WASHINGTON–U.S. Senators Chris Murphy (D-Conn.) and Thom Tillis (R-N.C.) along with U.S. Representatives Gus Bilirakis (R-Fla.) and Lizzie Fletcher (D-Texas) introduced the Consensual Donation and Research Integrity Act, legislation to protect the dignity of those who donate their bodies to education or research. Specifically, the bill would create standards for registration, inspection, chain of custody, labeling and packing, and proper disposition.  It would also create a registration and tracking system for bodies and body parts donated for research, thus preventing body brokers and bad actors from taking advantage of donors and donor families.  When a family donates a loved ones’ organs or tissues for transplantation, the process is transparent and heavily regulated.  However, in comparison, there is currently no federal law — and few state laws — governing the process when a body is donated for use in medical research or education.  In almost every state, it remains legal to sell the human remains of adults, and worse, under current law, almost anyone — regardless of expertise — can dissect and sell human body parts.  Because of this, grisly abuses of donor bodies abound.

“It’s deeply disturbing that this industry is allowing cadavers that have been donated for education or research to be exploited for profit. Grieving families deserve peace of mind that their loved one’s remains are being treated with dignity. This legislation would create desperately-needed regulations to increase transparency and stop bad actors from committing these gross abuses,” said Murphy.

"Most Americans would be shocked to learn that there is a for-profit body broker industry that creates significant ethical dilemmas and public health threats because of a lack of regulation," said Tillis. "This bipartisan, bicameral legislation will introduce much-needed accountability and regulatory oversight to protect public health and ensure that donors and their families are treated with respect and dignity."

“This important legislation provides safeguards to ensure that human remains are disposed of in a manner that preserves the dignity and choices of the patient or next of kin,” said Bilirakis. “The industry has been largely unregulated and sadly many families have been exploited for profit.  Our bill gives family members the peace of mind of knowing that their wishes are being honored.” 

“Families who choose to donate a loved one’s body for scientific research or educational use do so believing that they are benefitting others and that their loved ones will be treated with dignity and respect,” said Fletcher. “Sadly, many families have been taken advantage of by a largely unregulated industry.  I am glad to partner with Congressman Bilirakis, Senator Murphy, and Senator Tillis to ensure that donor bodies are treated with the dignity and respect they deserve, while providing accountability and transparency.”

Currently, bodies and body parts ostensibly donated for medical research can be bought, sold, and leased again and again, making it extremely difficult without proper reporting requirements to consistently track what becomes of donors’ bodies, to ensure that they are handled with dignity, and to guarantee their return to their loved ones after cremation.  Brokers make money — anywhere from $5,000 to $10,000 — by providing bodies and dissected parts to companies and institutions that specialize in advancing medicine and other trades through training, education, and research.  The Consensual Donation and Research Integrity Act of 2023 would transform the landscape of tissue and whole-body donation by preventing body brokers from taking advantage of the generosity of donors and donor families by directing anyone who acquires or transfers a human body or human body part for education, research, or the advancement of medical, dental, or mortuary science to register with the Secretary of Health and Human Services, maintain a complete record for each case, ensure proper label and packaging of the remains, and dispose of them by returning them to a donor’s relative or personal representative.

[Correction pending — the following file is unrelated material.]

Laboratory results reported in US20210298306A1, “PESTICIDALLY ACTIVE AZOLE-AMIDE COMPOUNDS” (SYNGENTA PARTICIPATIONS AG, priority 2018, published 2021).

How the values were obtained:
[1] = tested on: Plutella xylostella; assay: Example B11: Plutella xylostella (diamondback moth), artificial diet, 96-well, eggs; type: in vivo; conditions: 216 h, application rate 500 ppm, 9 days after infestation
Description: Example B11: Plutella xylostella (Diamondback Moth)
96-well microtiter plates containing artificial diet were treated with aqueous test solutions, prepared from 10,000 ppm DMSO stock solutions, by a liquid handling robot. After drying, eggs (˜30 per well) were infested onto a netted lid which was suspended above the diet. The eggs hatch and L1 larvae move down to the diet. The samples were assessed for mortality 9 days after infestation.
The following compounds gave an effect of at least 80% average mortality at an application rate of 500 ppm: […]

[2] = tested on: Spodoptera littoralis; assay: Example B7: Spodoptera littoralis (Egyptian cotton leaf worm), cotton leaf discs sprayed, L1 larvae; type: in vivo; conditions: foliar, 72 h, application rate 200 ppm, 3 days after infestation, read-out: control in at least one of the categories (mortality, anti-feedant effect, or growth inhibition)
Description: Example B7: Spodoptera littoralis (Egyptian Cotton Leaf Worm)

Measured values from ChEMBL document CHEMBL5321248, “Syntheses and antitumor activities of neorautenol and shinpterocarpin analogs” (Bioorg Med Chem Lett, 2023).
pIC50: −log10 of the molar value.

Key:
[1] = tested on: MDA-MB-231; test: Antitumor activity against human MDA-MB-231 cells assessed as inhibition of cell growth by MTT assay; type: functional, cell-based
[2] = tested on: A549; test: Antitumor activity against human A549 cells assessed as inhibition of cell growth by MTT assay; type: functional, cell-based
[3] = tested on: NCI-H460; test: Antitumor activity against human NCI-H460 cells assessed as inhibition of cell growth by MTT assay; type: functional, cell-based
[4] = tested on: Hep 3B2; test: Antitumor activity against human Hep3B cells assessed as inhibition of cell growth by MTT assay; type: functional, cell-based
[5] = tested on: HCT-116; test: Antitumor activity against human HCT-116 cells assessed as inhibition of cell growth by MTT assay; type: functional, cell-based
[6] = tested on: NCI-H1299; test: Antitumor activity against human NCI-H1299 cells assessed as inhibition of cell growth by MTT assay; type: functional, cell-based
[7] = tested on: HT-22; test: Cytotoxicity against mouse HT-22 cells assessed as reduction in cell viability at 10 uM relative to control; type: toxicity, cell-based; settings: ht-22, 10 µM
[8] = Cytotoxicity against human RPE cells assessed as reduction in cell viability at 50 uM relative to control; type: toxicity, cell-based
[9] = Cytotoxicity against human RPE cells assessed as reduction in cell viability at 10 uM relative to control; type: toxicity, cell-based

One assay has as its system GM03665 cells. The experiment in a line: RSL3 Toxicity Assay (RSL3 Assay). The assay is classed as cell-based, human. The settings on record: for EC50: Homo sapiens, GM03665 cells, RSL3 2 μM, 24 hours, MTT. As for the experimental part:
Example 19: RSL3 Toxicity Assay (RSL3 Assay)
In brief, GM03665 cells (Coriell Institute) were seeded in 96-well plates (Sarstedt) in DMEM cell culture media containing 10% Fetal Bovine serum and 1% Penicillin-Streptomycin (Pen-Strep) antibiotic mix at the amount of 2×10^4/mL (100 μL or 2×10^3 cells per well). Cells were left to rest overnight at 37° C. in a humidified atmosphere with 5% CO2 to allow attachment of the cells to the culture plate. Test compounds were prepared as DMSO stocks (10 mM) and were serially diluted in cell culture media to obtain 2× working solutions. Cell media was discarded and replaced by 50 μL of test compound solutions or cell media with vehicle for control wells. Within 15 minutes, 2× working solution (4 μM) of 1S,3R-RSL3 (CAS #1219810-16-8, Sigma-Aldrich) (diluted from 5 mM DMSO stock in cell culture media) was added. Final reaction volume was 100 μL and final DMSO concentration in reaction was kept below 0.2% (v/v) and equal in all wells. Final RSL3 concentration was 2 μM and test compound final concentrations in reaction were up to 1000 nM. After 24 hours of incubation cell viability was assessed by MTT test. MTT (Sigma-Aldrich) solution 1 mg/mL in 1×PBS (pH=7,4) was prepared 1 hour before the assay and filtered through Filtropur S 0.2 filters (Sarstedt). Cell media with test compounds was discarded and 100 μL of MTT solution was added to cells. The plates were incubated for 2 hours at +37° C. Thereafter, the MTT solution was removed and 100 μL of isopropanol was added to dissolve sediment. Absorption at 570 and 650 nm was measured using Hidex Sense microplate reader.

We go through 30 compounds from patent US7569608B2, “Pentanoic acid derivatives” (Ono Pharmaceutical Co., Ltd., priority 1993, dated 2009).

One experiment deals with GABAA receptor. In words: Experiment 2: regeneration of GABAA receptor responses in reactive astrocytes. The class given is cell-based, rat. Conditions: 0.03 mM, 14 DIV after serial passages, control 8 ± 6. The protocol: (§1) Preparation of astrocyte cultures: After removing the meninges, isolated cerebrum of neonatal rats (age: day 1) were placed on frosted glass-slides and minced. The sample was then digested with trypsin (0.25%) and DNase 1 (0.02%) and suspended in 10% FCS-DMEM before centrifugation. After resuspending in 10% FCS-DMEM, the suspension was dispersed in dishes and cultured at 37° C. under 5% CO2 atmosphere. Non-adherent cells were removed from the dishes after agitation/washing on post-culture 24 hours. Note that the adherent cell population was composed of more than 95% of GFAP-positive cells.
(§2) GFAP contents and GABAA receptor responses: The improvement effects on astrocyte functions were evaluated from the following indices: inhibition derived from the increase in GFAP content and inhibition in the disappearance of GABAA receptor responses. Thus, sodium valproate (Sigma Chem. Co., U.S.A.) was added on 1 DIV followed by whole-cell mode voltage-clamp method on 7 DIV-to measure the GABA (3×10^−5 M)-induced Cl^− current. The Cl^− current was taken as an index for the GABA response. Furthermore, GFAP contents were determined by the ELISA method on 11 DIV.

Following are a few examples of the treatment donor bodies have been subjected to due to the lack of regulation of the process, as reported by Reuters:

  • In 2016, more than 20 bodies donated to an Arizona broker were used in U.S. Army blast experiments — without the consent of the deceased or next of kin. Some donors or their families had explicitly noted an objection to military experiments on consent forms.
  • In Honolulu, police were called twice to storage facilities leased by body broker Bryan Avery in 2011 and 2012.  Both times, they found decomposing human remains, but both times, police concluded that Avery committed no crimes because no state law applied.
  • Health inspectors who visited Southern Nevada Donor Services, which offered grieving families free cremation in exchange for donating a loved one’s body to “advance medical studies,” found a man in medical scrubs holding a garden hose, thawing a frozen human torso in the midday sun.  As the man sprayed the remains, “bits of tissue and blood were washed into the gutters.”

The Consensual Donation and Research Integrity Act of 2023 is supported by the National Funeral Directors Association, the world’s leading and largest funeral service association, serving more than 20,000 individual members who represent nearly 11,000 funeral homes in the United States and 49 countries around the world.